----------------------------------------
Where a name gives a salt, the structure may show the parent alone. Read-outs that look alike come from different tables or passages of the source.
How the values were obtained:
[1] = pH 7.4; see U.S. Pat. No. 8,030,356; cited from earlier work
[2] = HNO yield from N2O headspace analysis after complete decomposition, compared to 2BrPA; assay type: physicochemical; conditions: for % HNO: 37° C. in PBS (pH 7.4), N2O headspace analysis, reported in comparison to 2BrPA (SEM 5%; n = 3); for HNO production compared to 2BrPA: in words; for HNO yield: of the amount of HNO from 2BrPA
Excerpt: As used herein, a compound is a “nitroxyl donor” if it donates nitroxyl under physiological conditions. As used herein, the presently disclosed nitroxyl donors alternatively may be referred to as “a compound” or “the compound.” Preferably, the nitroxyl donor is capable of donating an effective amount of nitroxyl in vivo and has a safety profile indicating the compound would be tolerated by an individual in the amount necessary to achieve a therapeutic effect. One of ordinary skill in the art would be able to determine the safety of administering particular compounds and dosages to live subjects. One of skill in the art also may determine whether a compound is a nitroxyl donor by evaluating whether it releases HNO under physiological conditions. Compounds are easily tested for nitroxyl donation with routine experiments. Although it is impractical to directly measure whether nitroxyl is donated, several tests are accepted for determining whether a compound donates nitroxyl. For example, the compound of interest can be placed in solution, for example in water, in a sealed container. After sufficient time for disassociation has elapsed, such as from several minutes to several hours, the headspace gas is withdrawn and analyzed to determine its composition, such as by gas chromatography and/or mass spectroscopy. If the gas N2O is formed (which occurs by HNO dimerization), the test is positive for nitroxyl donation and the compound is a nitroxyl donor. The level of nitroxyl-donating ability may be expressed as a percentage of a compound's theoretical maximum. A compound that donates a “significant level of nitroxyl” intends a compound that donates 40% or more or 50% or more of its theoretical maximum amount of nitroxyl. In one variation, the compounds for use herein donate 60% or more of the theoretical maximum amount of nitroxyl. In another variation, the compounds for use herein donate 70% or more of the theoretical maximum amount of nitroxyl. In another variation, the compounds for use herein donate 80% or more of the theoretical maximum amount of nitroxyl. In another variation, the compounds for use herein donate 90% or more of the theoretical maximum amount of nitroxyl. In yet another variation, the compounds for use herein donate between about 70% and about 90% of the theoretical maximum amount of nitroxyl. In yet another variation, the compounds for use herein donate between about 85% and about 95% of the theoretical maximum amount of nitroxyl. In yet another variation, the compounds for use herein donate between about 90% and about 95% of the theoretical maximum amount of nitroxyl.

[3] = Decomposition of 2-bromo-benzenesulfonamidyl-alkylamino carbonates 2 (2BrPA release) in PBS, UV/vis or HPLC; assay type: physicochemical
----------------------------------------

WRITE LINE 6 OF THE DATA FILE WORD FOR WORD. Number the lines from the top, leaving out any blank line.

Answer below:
[3] = Decomposition of 2-bromo-benzenesulfonamidyl-alkylamino carbonates 2 (2BrPA release) in PBS, UV/vis or HPLC; assay type: physicochemical